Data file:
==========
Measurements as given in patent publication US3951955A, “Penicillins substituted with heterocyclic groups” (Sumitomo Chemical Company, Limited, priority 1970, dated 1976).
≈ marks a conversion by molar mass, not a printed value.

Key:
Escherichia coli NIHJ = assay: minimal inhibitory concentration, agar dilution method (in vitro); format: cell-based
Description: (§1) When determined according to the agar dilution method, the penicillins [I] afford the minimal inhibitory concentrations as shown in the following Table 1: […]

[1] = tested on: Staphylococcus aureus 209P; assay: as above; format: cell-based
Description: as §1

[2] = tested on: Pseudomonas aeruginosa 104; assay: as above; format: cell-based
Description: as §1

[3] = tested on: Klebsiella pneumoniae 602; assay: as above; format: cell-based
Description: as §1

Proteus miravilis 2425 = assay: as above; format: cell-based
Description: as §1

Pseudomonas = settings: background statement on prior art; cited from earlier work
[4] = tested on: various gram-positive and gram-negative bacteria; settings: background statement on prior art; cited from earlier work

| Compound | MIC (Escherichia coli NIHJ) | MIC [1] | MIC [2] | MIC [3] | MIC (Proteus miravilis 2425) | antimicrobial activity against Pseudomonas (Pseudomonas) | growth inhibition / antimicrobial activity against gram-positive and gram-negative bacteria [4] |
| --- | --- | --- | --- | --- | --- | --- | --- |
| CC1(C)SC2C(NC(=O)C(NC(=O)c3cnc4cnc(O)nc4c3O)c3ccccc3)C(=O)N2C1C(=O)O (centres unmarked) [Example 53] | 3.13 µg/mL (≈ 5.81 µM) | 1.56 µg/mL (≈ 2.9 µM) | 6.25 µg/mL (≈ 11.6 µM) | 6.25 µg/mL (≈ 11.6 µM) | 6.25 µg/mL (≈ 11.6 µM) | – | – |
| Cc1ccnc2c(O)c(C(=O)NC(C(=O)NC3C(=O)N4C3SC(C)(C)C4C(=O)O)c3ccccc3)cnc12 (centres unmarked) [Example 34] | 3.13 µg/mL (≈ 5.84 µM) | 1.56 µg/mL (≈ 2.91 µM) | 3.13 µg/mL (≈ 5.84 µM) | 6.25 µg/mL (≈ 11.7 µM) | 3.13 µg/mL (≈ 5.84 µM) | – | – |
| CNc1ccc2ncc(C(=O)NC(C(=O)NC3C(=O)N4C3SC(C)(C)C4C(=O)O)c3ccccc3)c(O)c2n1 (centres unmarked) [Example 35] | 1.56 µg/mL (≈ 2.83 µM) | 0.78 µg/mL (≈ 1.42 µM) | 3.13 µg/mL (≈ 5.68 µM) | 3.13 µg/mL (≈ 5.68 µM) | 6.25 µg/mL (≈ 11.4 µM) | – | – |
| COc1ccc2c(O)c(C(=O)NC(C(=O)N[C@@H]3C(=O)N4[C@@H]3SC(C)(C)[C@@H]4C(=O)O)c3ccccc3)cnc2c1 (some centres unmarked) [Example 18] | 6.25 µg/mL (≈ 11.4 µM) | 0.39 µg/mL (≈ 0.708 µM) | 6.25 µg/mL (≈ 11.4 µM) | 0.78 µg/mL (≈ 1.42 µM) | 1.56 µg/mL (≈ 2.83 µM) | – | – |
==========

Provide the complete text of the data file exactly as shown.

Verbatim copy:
Measurements as given in patent publication US3951955A, “Penicillins substituted with heterocyclic groups” (Sumitomo Chemical Company, Limited, priority 1970, dated 1976).
≈ marks a conversion by molar mass, not a printed value.

Key:
Escherichia coli NIHJ = assay: minimal inhibitory concentration, agar dilution method (in vitro); format: cell-based
Description: (§1) When determined according to the agar dilution method, the penicillins [I] afford the minimal inhibitory concentrations as shown in the following Table 1: […]

[1] = tested on: Staphylococcus aureus 209P; assay: as above; format: cell-based
Description: as §1

[2] = tested on: Pseudomonas aeruginosa 104; assay: as above; format: cell-based
Description: as §1

[3] = tested on: Klebsiella pneumoniae 602; assay: as above; format: cell-based
Description: as §1

Proteus miravilis 2425 = assay: as above; format: cell-based
Description: as §1

Pseudomonas = settings: background statement on prior art; cited from earlier work
[4] = tested on: various gram-positive and gram-negative bacteria; settings: background statement on prior art; cited from earlier work

| Compound | MIC (Escherichia coli NIHJ) | MIC [1] | MIC [2] | MIC [3] | MIC (Proteus miravilis 2425) | antimicrobial activity against Pseudomonas (Pseudomonas) | growth inhibition / antimicrobial activity against gram-positive and gram-negative bacteria [4] |
| --- | --- | --- | --- | --- | --- | --- | --- |
| CC1(C)SC2C(NC(=O)C(NC(=O)c3cnc4cnc(O)nc4c3O)c3ccccc3)C(=O)N2C1C(=O)O (centres unmarked) [Example 53] | 3.13 µg/mL (≈ 5.81 µM) | 1.56 µg/mL (≈ 2.9 µM) | 6.25 µg/mL (≈ 11.6 µM) | 6.25 µg/mL (≈ 11.6 µM) | 6.25 µg/mL (≈ 11.6 µM) | – | – |
| Cc1ccnc2c(O)c(C(=O)NC(C(=O)NC3C(=O)N4C3SC(C)(C)C4C(=O)O)c3ccccc3)cnc12 (centres unmarked) [Example 34] | 3.13 µg/mL (≈ 5.84 µM) | 1.56 µg/mL (≈ 2.91 µM) | 3.13 µg/mL (≈ 5.84 µM) | 6.25 µg/mL (≈ 11.7 µM) | 3.13 µg/mL (≈ 5.84 µM) | – | – |
| CNc1ccc2ncc(C(=O)NC(C(=O)NC3C(=O)N4C3SC(C)(C)C4C(=O)O)c3ccccc3)c(O)c2n1 (centres unmarked) [Example 35] | 1.56 µg/mL (≈ 2.83 µM) | 0.78 µg/mL (≈ 1.42 µM) | 3.13 µg/mL (≈ 5.68 µM) | 3.13 µg/mL (≈ 5.68 µM) | 6.25 µg/mL (≈ 11.4 µM) | – | – |
| COc1ccc2c(O)c(C(=O)NC(C(=O)N[C@@H]3C(=O)N4[C@@H]3SC(C)(C)[C@@H]4C(=O)O)c3ccccc3)cnc2c1 (some centres unmarked) [Example 18] | 6.25 µg/mL (≈ 11.4 µM) | 0.39 µg/mL (≈ 0.708 µM) | 6.25 µg/mL (≈ 11.4 µM) | 0.78 µg/mL (≈ 1.42 µM) | 1.56 µg/mL (≈ 2.83 µM) | – | – |